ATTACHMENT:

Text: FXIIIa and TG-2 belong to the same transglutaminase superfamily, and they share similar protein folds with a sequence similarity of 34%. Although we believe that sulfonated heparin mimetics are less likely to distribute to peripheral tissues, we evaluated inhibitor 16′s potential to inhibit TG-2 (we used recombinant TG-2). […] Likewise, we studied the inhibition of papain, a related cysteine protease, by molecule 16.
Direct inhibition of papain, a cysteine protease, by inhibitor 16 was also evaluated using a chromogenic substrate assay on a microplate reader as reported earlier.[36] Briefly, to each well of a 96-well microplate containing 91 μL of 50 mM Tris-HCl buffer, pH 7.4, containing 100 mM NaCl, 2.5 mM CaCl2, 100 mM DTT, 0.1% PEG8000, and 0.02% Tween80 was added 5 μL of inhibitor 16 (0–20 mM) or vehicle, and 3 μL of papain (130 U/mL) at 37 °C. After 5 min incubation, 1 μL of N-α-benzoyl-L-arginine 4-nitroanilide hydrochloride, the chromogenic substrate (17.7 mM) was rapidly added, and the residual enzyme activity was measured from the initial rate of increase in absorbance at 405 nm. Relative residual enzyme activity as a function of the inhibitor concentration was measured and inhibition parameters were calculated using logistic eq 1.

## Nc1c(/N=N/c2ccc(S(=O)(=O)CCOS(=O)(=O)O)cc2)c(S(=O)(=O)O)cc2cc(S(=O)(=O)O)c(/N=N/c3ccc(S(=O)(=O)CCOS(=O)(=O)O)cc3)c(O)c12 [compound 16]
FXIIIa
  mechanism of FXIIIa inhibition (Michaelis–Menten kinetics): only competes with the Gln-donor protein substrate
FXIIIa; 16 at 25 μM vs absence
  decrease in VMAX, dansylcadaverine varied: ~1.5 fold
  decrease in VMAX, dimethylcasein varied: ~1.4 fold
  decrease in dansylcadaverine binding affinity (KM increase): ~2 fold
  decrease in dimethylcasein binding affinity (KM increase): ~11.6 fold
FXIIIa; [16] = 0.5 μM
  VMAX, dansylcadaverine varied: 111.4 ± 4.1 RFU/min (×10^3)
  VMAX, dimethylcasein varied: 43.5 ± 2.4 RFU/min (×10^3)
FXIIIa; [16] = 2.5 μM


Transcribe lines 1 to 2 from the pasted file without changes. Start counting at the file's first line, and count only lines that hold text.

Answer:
Text: FXIIIa and TG-2 belong to the same transglutaminase superfamily, and they share similar protein folds with a sequence similarity of 34%. Although we believe that sulfonated heparin mimetics are less likely to distribute to peripheral tissues, we evaluated inhibitor 16′s potential to inhibit TG-2 (we used recombinant TG-2). […] Likewise, we studied the inhibition of papain, a related cysteine protease, by molecule 16.
Direct inhibition of papain, a cysteine protease, by inhibitor 16 was also evaluated using a chromogenic substrate assay on a microplate reader as reported earlier.[36] Briefly, to each well of a 96-well microplate containing 91 μL of 50 mM Tris-HCl buffer, pH 7.4, containing 100 mM NaCl, 2.5 mM CaCl2, 100 mM DTT, 0.1% PEG8000, and 0.02% Tween80 was added 5 μL of inhibitor 16 (0–20 mM) or vehicle, and 3 μL of papain (130 U/mL) at 37 °C. After 5 min incubation, 1 μL of N-α-benzoyl-L-arginine 4-nitroanilide hydrochloride, the chromogenic substrate (17.7 mM) was rapidly added, and the residual enzyme activity was measured from the initial rate of increase in absorbance at 405 nm. Relative residual enzyme activity as a function of the inhibitor concentration was measured and inhibition parameters were calculated using logistic eq 1.